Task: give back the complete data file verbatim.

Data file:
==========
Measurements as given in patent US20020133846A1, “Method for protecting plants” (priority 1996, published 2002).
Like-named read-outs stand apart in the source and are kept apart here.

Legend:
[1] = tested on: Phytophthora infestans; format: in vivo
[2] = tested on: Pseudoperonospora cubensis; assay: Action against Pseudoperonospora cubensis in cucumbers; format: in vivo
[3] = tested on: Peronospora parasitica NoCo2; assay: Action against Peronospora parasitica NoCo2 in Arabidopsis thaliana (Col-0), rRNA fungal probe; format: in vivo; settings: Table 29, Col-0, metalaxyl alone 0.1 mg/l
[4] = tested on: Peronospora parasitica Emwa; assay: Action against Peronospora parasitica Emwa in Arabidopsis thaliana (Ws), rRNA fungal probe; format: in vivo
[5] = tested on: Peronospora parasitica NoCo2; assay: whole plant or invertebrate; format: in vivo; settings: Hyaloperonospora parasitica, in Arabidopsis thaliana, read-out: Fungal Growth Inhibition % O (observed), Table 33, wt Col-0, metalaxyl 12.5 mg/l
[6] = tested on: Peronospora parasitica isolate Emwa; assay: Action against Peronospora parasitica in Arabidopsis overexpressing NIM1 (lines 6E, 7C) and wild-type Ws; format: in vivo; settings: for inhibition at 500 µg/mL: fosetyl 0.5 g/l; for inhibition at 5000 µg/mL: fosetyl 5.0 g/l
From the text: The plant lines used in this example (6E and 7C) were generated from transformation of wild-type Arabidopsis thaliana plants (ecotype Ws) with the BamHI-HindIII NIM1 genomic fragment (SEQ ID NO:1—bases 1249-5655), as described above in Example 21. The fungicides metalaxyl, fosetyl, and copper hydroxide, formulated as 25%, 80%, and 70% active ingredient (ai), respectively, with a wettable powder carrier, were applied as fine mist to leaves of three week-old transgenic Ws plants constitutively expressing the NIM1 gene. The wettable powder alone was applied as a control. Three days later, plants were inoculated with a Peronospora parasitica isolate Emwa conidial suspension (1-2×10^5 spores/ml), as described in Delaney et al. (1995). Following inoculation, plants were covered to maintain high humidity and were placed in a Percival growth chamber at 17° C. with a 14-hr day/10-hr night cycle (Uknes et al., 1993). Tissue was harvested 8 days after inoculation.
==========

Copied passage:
Measurements as given in patent US20020133846A1, “Method for protecting plants” (priority 1996, published 2002).
Like-named read-outs stand apart in the source and are kept apart here.

Legend:
[1] = tested on: Phytophthora infestans; format: in vivo
[2] = tested on: Pseudoperonospora cubensis; assay: Action against Pseudoperonospora cubensis in cucumbers; format: in vivo
[3] = tested on: Peronospora parasitica NoCo2; assay: Action against Peronospora parasitica NoCo2 in Arabidopsis thaliana (Col-0), rRNA fungal probe; format: in vivo; settings: Table 29, Col-0, metalaxyl alone 0.1 mg/l
[4] = tested on: Peronospora parasitica Emwa; assay: Action against Peronospora parasitica Emwa in Arabidopsis thaliana (Ws), rRNA fungal probe; format: in vivo
[5] = tested on: Peronospora parasitica NoCo2; assay: whole plant or invertebrate; format: in vivo; settings: Hyaloperonospora parasitica, in Arabidopsis thaliana, read-out: Fungal Growth Inhibition % O (observed), Table 33, wt Col-0, metalaxyl 12.5 mg/l
[6] = tested on: Peronospora parasitica isolate Emwa; assay: Action against Peronospora parasitica in Arabidopsis overexpressing NIM1 (lines 6E, 7C) and wild-type Ws; format: in vivo; settings: for inhibition at 500 µg/mL: fosetyl 0.5 g/l; for inhibition at 5000 µg/mL: fosetyl 5.0 g/l
From the text: The plant lines used in this example (6E and 7C) were generated from transformation of wild-type Arabidopsis thaliana plants (ecotype Ws) with the BamHI-HindIII NIM1 genomic fragment (SEQ ID NO:1—bases 1249-5655), as described above in Example 21. The fungicides metalaxyl, fosetyl, and copper hydroxide, formulated as 25%, 80%, and 70% active ingredient (ai), respectively, with a wettable powder carrier, were applied as fine mist to leaves of three week-old transgenic Ws plants constitutively expressing the NIM1 gene. The wettable powder alone was applied as a control. Three days later, plants were inoculated with a Peronospora parasitica isolate Emwa conidial suspension (1-2×10^5 spores/ml), as described in Delaney et al. (1995). Following inoculation, plants were covered to maintain high humidity and were placed in a Percival growth chamber at 17° C. with a 14-hr day/10-hr night cycle (Uknes et al., 1993). Tissue was harvested 8 days after inoculation.